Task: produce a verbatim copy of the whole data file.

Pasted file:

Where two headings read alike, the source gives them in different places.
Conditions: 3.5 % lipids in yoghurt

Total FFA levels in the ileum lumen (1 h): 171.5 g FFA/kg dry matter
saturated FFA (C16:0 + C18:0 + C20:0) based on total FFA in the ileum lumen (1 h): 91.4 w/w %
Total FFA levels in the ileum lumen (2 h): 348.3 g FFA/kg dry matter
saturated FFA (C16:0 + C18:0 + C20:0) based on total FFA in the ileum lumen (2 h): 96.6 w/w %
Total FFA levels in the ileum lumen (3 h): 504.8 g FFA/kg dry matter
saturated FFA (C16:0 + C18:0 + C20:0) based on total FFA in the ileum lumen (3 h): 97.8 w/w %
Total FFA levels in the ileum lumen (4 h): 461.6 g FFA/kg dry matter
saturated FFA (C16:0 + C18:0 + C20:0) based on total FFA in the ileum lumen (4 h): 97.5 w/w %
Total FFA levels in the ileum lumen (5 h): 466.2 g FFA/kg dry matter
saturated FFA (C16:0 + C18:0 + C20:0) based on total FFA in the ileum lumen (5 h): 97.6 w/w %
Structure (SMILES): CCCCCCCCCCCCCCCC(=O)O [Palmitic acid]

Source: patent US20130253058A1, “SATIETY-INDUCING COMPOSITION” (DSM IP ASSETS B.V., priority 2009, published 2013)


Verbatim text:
Where two headings read alike, the source gives them in different places.
Conditions: 3.5 % lipids in yoghurt

Total FFA levels in the ileum lumen (1 h): 171.5 g FFA/kg dry matter
saturated FFA (C16:0 + C18:0 + C20:0) based on total FFA in the ileum lumen (1 h): 91.4 w/w %
Total FFA levels in the ileum lumen (2 h): 348.3 g FFA/kg dry matter
saturated FFA (C16:0 + C18:0 + C20:0) based on total FFA in the ileum lumen (2 h): 96.6 w/w %
Total FFA levels in the ileum lumen (3 h): 504.8 g FFA/kg dry matter
saturated FFA (C16:0 + C18:0 + C20:0) based on total FFA in the ileum lumen (3 h): 97.8 w/w %
Total FFA levels in the ileum lumen (4 h): 461.6 g FFA/kg dry matter
saturated FFA (C16:0 + C18:0 + C20:0) based on total FFA in the ileum lumen (4 h): 97.5 w/w %
Total FFA levels in the ileum lumen (5 h): 466.2 g FFA/kg dry matter
saturated FFA (C16:0 + C18:0 + C20:0) based on total FFA in the ileum lumen (5 h): 97.6 w/w %
Structure (SMILES): CCCCCCCCCCCCCCCC(=O)O [Palmitic acid]

Source: patent US20130253058A1, “SATIETY-INDUCING COMPOSITION” (DSM IP ASSETS B.V., priority 2009, published 2013)